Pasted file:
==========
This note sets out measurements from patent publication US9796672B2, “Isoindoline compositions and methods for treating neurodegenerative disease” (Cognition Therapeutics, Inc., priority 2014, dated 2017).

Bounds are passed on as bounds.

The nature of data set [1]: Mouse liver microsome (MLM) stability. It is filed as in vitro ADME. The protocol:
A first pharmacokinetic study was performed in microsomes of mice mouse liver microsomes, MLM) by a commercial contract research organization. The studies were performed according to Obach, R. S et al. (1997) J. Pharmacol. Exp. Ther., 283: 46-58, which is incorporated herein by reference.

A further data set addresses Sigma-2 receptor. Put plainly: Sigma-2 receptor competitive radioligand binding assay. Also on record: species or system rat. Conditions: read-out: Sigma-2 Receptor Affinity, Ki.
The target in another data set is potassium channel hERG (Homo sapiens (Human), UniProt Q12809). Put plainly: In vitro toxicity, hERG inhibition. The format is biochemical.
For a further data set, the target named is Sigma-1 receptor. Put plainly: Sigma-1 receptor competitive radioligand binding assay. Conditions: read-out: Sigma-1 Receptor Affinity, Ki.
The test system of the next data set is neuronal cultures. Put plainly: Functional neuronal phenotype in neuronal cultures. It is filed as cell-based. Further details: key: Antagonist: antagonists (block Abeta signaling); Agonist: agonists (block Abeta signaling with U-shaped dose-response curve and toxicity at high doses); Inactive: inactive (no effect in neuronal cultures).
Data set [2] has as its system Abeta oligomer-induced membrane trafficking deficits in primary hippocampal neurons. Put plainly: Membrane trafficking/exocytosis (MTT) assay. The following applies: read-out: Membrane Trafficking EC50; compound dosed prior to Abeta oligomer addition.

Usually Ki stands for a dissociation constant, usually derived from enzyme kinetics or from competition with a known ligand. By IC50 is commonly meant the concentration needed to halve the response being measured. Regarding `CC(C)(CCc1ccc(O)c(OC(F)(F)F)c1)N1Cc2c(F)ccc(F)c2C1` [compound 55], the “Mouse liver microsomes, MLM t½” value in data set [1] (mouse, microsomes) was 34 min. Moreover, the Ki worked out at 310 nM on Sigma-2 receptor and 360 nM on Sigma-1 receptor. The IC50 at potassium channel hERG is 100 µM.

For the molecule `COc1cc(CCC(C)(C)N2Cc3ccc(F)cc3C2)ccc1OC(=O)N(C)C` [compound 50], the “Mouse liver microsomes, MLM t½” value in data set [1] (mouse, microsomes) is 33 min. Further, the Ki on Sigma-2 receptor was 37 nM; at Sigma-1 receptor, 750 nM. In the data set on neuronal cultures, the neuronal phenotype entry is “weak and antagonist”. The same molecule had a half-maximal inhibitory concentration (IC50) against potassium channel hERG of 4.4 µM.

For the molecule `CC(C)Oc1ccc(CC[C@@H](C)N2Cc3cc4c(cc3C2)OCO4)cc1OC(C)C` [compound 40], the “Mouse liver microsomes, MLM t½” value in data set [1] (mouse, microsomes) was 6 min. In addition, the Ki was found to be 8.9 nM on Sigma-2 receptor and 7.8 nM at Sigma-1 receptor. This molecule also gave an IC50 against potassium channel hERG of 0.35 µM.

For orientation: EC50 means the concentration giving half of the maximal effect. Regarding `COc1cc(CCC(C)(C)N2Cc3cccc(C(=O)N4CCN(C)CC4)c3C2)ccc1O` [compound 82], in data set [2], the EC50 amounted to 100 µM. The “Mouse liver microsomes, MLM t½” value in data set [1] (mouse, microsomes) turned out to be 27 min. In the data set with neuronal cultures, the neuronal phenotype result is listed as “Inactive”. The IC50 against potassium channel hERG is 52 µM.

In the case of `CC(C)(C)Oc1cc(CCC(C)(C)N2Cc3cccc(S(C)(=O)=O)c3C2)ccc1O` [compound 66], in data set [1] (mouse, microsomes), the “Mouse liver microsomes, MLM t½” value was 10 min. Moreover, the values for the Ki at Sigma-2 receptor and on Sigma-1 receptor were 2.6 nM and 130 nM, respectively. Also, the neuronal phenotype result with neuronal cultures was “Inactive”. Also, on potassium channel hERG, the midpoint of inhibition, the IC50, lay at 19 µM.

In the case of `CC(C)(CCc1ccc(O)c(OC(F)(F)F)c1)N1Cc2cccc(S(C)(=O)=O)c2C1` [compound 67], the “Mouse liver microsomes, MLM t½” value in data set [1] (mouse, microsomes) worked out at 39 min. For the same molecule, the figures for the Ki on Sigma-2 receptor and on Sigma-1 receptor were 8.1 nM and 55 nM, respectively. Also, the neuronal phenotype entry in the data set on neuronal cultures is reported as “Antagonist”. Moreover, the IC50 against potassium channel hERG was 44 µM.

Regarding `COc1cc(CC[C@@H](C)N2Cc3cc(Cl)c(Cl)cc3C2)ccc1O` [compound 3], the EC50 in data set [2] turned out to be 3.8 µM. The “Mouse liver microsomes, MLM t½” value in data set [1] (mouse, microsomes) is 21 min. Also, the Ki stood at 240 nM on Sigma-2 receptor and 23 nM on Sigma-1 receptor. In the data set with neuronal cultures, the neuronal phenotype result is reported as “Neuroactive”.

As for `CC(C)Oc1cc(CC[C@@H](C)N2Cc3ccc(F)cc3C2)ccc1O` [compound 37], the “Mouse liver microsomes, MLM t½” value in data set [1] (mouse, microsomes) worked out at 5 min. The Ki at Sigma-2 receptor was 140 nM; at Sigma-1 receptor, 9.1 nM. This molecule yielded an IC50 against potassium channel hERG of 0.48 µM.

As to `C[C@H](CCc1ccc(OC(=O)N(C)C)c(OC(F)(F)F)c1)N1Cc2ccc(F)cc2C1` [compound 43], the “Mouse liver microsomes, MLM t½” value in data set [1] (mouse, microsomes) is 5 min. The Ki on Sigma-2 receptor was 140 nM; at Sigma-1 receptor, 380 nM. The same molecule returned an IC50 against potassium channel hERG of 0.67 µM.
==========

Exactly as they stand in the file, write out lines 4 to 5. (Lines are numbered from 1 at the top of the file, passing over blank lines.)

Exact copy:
A first pharmacokinetic study was performed in microsomes of mice mouse liver microsomes, MLM) by a commercial contract research organization. The studies were performed according to Obach, R. S et al. (1997) J. Pharmacol. Exp. Ther., 283: 46-58, which is incorporated herein by reference.

A further data set addresses Sigma-2 receptor. Put plainly: Sigma-2 receptor competitive radioligand binding assay. Also on record: species or system rat. Conditions: read-out: Sigma-2 Receptor Affinity, Ki.